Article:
Are there any ways to detect if the opponent is setting a trap, without explicitly just "knowing" the position?

  • I recommend the book "Tune your chess tactics antenna" by Emmanuel Neiman. It is for developing this tactical sense and I found it helpful. Commented Nov 1, 2022 at 10:35

2 Answers 2


The most important thing to have is a sense of tactical danger, and this comes about as a combination of tactical intuition, and calculation ability. Intuition comes from playing lots of games, winning about half and losing about half --- from the losses, many of those will be from tactical blunders, which will train your brain emotionally to be averse to such blunders, and eventually it enters your subconscious and becomes intuition. Calculation ability can be trained by similarly playing lots of games, but also specific tactical training e.g. solving puzzles, analysing complicated middlegame positions or solving studies, etc.

Concretely, it is helpful to be aware of the idea of "compensation". If your opponent is giving away pawns or pieces in the opening, you should always be on high alert and ask yourself: did they just blunder that, or do they have a plan? If they have a follow-up plan, is it good? This follow-up might be in the form of a 1-move tactic that wins back the material, or it might be some kind of "long term compensation", meaning e.g. a strong mating attack.

    [title ""]
    [fen ""]

    1.e4 e5 2.Nf3 Nc6 3. Nc3 Nf6 4. Bc4 Nxe4

This is a mild example of a "trap" that happens very often in beginner games, where 4.Bc4 is already an inaccuracy because of 4...Nxe4 seemingly giving up a piece. The "trap" is that after 5. Nxe4, black has 5...d5 to win back the piece, and black is already equal and white is not better. So, if you have a good sense of tactical danger, you will know to avoid this "center fork trick" and not play 4.Bc4. (This line is playable, and apparently has even been played by Wesley So in a rapid game, but it is really not good for White.)

But even more serious are the traps that lead to a losing position for one side.

    [title ""]
    [fen ""]
    1. d4 e5 2. dxe5 Nc6 3. Nf3 Qe7 4. Bf4 Qb4+ 5. Bd2 Qxb2 6. Bc3 Bb4 7. Qd2 Bxc3 8. Qxc3 Qc1#

For example there is this famous trap in the Englund gambit. How to avoid falling for such things? Well, you should first notice as White the existence of the forcing move Qb4+ forking the bishop and the pawn on b2. (A lot of people at beginner level would play a move like 5.Nbd2 hanging the bishop.) Then, you should notice that 6.Nc3 is the only move, because this line with 6...Bb4 is losing, given the pin to your king.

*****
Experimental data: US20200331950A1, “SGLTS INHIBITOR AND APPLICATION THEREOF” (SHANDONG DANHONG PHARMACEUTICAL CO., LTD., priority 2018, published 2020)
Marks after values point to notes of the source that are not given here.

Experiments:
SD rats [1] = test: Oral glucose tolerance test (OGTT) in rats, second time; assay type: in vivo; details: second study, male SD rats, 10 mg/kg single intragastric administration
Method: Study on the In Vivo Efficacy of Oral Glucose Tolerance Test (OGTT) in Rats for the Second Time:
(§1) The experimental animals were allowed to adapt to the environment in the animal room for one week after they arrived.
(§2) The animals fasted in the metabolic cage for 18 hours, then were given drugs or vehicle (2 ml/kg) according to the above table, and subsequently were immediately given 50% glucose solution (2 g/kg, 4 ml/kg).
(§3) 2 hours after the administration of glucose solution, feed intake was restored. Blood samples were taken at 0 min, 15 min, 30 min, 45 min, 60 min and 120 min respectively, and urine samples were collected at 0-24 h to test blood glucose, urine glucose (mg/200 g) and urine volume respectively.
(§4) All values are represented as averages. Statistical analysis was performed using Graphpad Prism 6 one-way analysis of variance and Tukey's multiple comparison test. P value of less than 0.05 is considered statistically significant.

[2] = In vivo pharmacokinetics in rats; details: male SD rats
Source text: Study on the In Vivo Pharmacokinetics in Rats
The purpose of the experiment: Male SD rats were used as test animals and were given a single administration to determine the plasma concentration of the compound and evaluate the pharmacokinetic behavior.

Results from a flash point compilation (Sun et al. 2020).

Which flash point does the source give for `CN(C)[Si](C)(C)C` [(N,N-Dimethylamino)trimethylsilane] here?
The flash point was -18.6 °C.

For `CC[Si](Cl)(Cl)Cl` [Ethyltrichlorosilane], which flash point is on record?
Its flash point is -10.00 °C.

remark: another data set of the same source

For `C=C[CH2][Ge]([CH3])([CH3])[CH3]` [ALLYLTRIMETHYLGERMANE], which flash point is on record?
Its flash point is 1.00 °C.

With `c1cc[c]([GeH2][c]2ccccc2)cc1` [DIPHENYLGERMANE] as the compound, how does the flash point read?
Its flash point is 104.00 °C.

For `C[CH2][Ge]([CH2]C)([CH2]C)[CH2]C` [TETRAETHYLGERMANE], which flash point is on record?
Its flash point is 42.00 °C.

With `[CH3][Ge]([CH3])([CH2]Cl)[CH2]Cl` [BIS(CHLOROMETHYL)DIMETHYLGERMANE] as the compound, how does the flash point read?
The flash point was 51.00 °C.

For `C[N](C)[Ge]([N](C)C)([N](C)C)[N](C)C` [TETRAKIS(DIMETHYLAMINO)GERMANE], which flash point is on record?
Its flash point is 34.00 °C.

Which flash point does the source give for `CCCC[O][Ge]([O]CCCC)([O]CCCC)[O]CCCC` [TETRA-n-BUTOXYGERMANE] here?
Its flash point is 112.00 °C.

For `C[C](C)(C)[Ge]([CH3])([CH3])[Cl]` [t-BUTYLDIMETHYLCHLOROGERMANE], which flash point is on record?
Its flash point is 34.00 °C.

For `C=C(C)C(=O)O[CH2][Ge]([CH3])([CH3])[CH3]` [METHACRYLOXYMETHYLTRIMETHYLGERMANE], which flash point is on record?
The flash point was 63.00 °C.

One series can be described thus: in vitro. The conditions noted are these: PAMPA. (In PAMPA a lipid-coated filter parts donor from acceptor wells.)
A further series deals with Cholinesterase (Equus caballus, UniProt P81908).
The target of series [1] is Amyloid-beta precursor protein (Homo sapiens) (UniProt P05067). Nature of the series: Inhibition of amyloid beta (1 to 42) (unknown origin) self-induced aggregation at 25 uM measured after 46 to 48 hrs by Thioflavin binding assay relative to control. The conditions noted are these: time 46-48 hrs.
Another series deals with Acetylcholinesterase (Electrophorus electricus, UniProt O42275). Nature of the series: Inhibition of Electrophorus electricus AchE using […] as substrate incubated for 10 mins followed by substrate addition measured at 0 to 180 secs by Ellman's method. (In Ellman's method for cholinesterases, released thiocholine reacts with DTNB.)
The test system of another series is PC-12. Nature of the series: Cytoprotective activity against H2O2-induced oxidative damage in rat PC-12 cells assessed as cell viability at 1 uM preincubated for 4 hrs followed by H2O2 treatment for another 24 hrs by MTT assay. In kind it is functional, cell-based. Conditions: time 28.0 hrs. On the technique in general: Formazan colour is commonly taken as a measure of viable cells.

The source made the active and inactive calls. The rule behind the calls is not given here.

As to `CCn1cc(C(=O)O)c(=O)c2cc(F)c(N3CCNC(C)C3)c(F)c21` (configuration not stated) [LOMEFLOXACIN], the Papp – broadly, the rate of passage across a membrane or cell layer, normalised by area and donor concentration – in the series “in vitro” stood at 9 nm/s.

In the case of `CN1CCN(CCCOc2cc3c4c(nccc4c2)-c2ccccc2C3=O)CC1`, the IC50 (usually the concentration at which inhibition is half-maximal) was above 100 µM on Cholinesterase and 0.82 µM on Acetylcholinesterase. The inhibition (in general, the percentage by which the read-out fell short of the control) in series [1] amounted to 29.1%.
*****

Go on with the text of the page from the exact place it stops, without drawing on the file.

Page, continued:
There is obviously no one size fits all solution to never ever fall into an opening trap again. Famously, GM Elshan Moradiabadi lost in 10 moves against GM Lenier Dominguez Perez in the US Championships 2022!

[title "Dominguez vs Moradiabadi, US Champs 2022"]
[fen ""]
1. e4 e5 2. Nf3 Nf6 3. Nxe5 d6 4. Nf3 Nxe4 5. d4 d5 6. Bd3 Be7 7. O-O Bf5
8. c4 O-O 9. cxd5 Qxd5 10. Bxe4 1-0

The big mistake was 8...O-O and the game was well and truly lost after 9...Qxd5. Black resigned because Re1 is coming to pick up the hanging bishop on e7, either on the next move if Qxe4, or two moves later after Nc3, queen moves, and Nxe4.

The only advice that can be given is to strengthen your tactical sense of danger, so that you are more aware to traps like these. Another point is to simply keep playing chess, and after thousands of painful losses, you will eventually learn so many traps that you are unlikely to fall into those again. Once you're strong enough, maybe 2000+, it could be worth the energy to invest time into studying openings specifically as well, which will further improve your opening play so you don't lose to such traps again. However, as we have seen from the previous example, you will never stop making blunders, you can only seek to decrease their frequency. :)


You might not have alluded to Possibility B, but I add it for completeness: If you know the opponent good enough, you can scan for "Poker tells".

I give no warranties though, as this little story proves:

I played a dude in the chess club. Selfsame dude was...well, a certified jerk. Pet theory: The more jerkish you are, the better you can "read" the opponent (evolution at work). I was the stronger player, but I stood abysmal and tried a last trap: Played my move and ohbotherthatwasalousyoneimsuchapatzer-ed. He looked into the position - man, what a lame trap. Of course he immediately looked through my body language and played another move.

Which was actually far worse than accepting the "trap", which would have royally backfired if calculating a bit deeper. Or in one word:

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